Category Archives: health

Good friends aren’t hard to find

 

On Sunday night I saw old friends, whom I love so much but don’t get to see enough as they live in Sydney.

After lots of wine and laughter, the conversation turned serious, and I, of course, cried at their love and understanding and how good some people are. What I love about old friends is that you can be honest with them and them with you.

I am big on crying. I cry when people win things on the radio. I cry when I see tenderness to children and animals, I cry when I see everyday heroism.

I started to tell a story about how generous two friends were when I was caring for my brother, and how one day they just put money in our bank account because they knew we had none, as I was at the hospital everyday and Dave hadn’t worked because of his own illness.

As I started to tell the story, I started to sob at how fucking kind they are, and how they helped us eat and pay the rent that month.

And then I told them of how another friend turned up with a box of fruit and vegetables and $200 and a hug.

Or the note my dear friend left for my husband in the letterbox, telling him how ace he is when he wasn’t so sure.

And then I sobbed my way through a bottle of wine while recalling the last two years while my dearest friend held my hand and my other friend topped up my glass.  We then shared war stories and disappointments and joy in others and celebrated that people we love are still with us.

What I love about these particular friends is that they are actually the best cheerleaders to have in your life. If I was cleaning houses for a living, they would be telling everyone how good my cleaning is, and how I’m taking over the world one house at a time, and they would mean it. It’s not false praise. Their belief in their loved ones is why they are so successful in life.

At one point they said they didn’t think they did enough to help us. But my husband said, “Just you both calling to check in, was enough of a reason to think it’s going to be okay.”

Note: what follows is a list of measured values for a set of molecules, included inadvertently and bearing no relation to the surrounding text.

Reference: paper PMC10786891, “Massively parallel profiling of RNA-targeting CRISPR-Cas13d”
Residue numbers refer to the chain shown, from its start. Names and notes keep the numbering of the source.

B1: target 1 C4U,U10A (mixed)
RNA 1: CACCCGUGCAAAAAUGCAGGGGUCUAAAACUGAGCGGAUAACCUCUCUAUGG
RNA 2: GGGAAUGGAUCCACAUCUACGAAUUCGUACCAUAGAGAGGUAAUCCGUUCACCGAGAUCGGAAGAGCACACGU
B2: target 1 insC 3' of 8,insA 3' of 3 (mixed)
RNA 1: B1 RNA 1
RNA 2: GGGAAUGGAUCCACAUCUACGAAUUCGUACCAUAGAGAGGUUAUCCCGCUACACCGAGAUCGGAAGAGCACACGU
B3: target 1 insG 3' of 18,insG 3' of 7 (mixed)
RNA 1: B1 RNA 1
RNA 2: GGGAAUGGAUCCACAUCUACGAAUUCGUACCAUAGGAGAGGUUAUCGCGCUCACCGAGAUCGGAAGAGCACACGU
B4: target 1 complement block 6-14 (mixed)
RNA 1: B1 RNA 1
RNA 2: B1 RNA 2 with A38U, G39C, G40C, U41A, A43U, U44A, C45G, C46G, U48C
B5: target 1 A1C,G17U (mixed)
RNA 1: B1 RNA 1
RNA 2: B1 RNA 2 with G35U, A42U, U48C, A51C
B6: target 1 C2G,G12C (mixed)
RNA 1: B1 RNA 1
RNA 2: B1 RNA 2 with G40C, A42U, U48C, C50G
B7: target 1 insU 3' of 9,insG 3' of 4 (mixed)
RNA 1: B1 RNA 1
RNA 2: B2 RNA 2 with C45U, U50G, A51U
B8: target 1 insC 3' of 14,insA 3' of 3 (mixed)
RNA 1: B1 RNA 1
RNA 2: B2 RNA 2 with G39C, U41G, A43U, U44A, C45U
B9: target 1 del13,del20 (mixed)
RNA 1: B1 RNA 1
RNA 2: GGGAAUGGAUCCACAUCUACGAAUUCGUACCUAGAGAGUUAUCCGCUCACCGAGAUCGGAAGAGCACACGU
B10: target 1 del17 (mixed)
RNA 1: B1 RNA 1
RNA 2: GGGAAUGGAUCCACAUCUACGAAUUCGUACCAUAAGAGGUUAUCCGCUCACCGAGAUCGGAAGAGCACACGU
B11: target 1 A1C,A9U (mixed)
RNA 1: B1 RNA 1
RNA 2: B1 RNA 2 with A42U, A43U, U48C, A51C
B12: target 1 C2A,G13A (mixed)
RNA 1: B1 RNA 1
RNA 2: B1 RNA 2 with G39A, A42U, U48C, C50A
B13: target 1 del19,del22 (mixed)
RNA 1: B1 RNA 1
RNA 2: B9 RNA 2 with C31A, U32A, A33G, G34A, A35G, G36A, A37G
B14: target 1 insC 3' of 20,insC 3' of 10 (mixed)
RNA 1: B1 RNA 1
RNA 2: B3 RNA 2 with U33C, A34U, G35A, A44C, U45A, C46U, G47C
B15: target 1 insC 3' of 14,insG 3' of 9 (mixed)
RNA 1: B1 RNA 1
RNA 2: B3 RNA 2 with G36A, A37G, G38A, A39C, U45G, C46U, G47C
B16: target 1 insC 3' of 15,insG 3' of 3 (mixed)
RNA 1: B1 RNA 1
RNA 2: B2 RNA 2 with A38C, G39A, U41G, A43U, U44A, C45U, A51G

So call your friends. Old friends, new ones, ones who are having a tough time, ones who are taking over the world, tell them you think they’re going to okay, they’re amazing, and they’re doing just fine.

Seriously!

Sending love to you.

x

Social Media Suicide

 

In 2015, Mental Health Week runs from Sunday 4th to Saturday 10th October.

We are nearly at the end of this week and as your personal astrologer, I would say this is a shite time to have a week of Mental Health awareness, since Mercury is still Retrograde, but then who listens to me?

I have blogged since 2006. Nearly ten years of musings and in that time, I have never really been seen as a blogger. My posts are sporadic and I don’t make money from my blog. Perhaps this allows me freedom from not having to keep opening the kimono* for a glimpse at my ugly bits.

I am a writer who posts opinions and thoughts online. But I don’t live my life publicly enough, or refuse to expose my existence in all its complicated glory, so I can get my gold card for ‘worst life ever’ status.

This is my practise space for writing. My morning pages, and my attempt at pushing myself further in every way. If you read it then thank you but I do it for me.

Social and mainstream media is becoming more and more extreme in what it will show. Drowned children on beaches. Live streaming the funeral of a 13-year-old Youtube star.  Reality star parents making Twitter announcements about their daughter’s suicide. A wellness expert claiming to have a new type of cancer to garner more Instagram followers. A mother charged with poisoning her child, after creating a reputation online as a blogger who writes compassionately about her child’s illness.

This week I learned of the deaths of two social media stars who took their own lives, and the media responds with the clickbait cries  of ‘They had it all. What went wrong?’